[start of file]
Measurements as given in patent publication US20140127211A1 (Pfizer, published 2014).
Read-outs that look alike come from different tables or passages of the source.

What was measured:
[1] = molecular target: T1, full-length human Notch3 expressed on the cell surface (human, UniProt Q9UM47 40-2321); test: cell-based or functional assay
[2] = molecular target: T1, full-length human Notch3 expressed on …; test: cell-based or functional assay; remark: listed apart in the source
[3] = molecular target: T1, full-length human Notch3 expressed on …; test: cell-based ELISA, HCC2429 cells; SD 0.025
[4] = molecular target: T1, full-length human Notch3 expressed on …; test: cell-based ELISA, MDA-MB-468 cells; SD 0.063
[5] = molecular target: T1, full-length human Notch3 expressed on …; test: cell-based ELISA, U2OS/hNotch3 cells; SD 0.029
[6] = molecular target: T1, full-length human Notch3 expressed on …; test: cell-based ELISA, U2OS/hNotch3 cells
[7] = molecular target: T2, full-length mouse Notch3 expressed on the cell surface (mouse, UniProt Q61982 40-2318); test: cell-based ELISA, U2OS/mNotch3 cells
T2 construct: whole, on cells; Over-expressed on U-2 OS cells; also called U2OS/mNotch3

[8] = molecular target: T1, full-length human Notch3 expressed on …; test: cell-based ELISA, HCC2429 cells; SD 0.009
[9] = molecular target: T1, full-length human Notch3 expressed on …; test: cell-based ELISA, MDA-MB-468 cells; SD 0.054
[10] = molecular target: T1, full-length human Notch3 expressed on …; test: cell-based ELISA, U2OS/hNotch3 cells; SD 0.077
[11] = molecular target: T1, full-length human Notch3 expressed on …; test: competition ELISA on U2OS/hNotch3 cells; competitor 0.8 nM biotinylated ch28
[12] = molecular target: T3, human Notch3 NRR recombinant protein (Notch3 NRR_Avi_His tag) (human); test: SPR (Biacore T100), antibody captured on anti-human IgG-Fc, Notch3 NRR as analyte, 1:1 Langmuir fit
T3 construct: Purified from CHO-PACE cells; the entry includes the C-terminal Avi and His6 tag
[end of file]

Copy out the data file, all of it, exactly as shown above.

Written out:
Measurements as given in patent publication US20140127211A1 (Pfizer, published 2014).
Read-outs that look alike come from different tables or passages of the source.

What was measured:
[1] = molecular target: T1, full-length human Notch3 expressed on the cell surface (human, UniProt Q9UM47 40-2321); test: cell-based or functional assay
[2] = molecular target: T1, full-length human Notch3 expressed on …; test: cell-based or functional assay; remark: listed apart in the source
[3] = molecular target: T1, full-length human Notch3 expressed on …; test: cell-based ELISA, HCC2429 cells; SD 0.025
[4] = molecular target: T1, full-length human Notch3 expressed on …; test: cell-based ELISA, MDA-MB-468 cells; SD 0.063
[5] = molecular target: T1, full-length human Notch3 expressed on …; test: cell-based ELISA, U2OS/hNotch3 cells; SD 0.029
[6] = molecular target: T1, full-length human Notch3 expressed on …; test: cell-based ELISA, U2OS/hNotch3 cells
[7] = molecular target: T2, full-length mouse Notch3 expressed on the cell surface (mouse, UniProt Q61982 40-2318); test: cell-based ELISA, U2OS/mNotch3 cells
T2 construct: whole, on cells; Over-expressed on U-2 OS cells; also called U2OS/mNotch3

[8] = molecular target: T1, full-length human Notch3 expressed on …; test: cell-based ELISA, HCC2429 cells; SD 0.009
[9] = molecular target: T1, full-length human Notch3 expressed on …; test: cell-based ELISA, MDA-MB-468 cells; SD 0.054
[10] = molecular target: T1, full-length human Notch3 expressed on …; test: cell-based ELISA, U2OS/hNotch3 cells; SD 0.077
[11] = molecular target: T1, full-length human Notch3 expressed on …; test: competition ELISA on U2OS/hNotch3 cells; competitor 0.8 nM biotinylated ch28
[12] = molecular target: T3, human Notch3 NRR recombinant protein (Notch3 NRR_Avi_His tag) (human); test: SPR (Biacore T100), antibody captured on anti-human IgG-Fc, Notch3 NRR as analyte, 1:1 Langmuir fit
T3 construct: Purified from CHO-PACE cells; the entry includes the C-terminal Avi and His6 tag